Nitric Oxide Derived from Perivascular Nerves and Endothelium

  • Tomio Okamura
  • Noboru Toda
Part of the Nitric Oxide in Biology and Medicine book series (NOBM, volume 1)


Endothelium-derived relaxing factor (EDRF) was discovered by Furchgott and Zawadzki (1980), who observed that acetylcholine-induced relaxation of the isolated rabbit aorta was endothelium-dependent and that vascular smooth muscle directly responded to acetylcholine with slight contraction. The discovery brought us the marvelous idea that vascular endothelium influences not only the blood stream but also the smooth muscle cells, thus participating in the regulation of platelet aggregation and adhesion and of vascular tone. In 1988 EDRF was identified as nitric oxide (NO), a highly diffusible and short-lived free radical, synthesized by NO synthase from L-arginine (Palmer et al. 1988a). Specific inhibitors of NO synthase (NOS), introduced by Palmer et al. (1988b), enabled us to clarify the physiological roles of endogenous NO. This lipophilic gas molecule is now recognized to be a new intercellular messenger not only in the circulatory system but also in the central nervous and immune systems.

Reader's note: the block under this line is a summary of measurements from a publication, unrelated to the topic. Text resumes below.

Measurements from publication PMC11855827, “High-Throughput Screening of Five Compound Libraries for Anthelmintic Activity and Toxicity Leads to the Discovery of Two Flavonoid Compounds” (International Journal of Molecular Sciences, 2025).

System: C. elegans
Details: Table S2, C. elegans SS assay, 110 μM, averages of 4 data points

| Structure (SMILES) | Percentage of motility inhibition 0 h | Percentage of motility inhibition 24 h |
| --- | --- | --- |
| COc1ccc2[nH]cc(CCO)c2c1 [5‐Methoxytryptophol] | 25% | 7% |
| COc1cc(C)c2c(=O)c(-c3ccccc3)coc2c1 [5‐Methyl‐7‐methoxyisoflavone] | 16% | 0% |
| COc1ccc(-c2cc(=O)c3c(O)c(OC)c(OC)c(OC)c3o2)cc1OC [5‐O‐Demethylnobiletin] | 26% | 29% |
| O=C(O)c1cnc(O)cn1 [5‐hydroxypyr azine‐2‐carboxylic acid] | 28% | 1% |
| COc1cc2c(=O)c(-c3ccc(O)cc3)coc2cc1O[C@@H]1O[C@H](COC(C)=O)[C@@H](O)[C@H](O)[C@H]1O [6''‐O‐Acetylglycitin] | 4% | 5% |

Nitric Oxide Nitric Oxide Cerebral Artery Temporal Artery Cereb Blood Flow 
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© Springer Science+Business Media New York 2000

Authors and Affiliations

  • Tomio Okamura
  • Noboru Toda

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